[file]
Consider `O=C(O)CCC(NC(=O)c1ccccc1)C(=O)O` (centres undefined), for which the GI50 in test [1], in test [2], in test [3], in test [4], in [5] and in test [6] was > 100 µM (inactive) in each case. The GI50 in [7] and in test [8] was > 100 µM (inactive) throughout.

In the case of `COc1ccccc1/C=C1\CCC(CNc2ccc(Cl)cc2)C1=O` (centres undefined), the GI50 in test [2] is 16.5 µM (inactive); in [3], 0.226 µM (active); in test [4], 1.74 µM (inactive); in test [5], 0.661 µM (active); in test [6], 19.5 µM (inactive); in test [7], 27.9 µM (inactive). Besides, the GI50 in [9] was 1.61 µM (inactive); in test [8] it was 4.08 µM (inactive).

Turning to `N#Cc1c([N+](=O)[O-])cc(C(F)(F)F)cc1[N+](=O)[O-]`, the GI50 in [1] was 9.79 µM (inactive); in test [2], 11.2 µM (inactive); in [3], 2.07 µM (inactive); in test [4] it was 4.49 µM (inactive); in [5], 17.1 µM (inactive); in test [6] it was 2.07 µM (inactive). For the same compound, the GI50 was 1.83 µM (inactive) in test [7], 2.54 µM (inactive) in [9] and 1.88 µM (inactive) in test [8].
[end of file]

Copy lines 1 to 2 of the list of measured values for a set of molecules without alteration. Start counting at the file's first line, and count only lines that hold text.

Consider `O=C(O)CCC(NC(=O)c1ccccc1)C(=O)O` (centres undefined), for which the GI50 in test [1], in test [2], in test [3], in test [4], in [5] and in test [6] was > 100 µM (inactive) in each case. The GI50 in [7] and in test [8] was > 100 µM (inactive) throughout.

In the case of `COc1ccccc1/C=C1\CCC(CNc2ccc(Cl)cc2)C1=O` (centres undefined), the GI50 in test [2] is 16.5 µM (inactive); in [3], 0.226 µM (active); in test [4], 1.74 µM (inactive); in test [5], 0.661 µM (active); in test [6], 19.5 µM (inactive); in test [7], 27.9 µM (inactive). Besides, the GI50 in [9] was 1.61 µM (inactive); in test [8] it was 4.08 µM (inactive).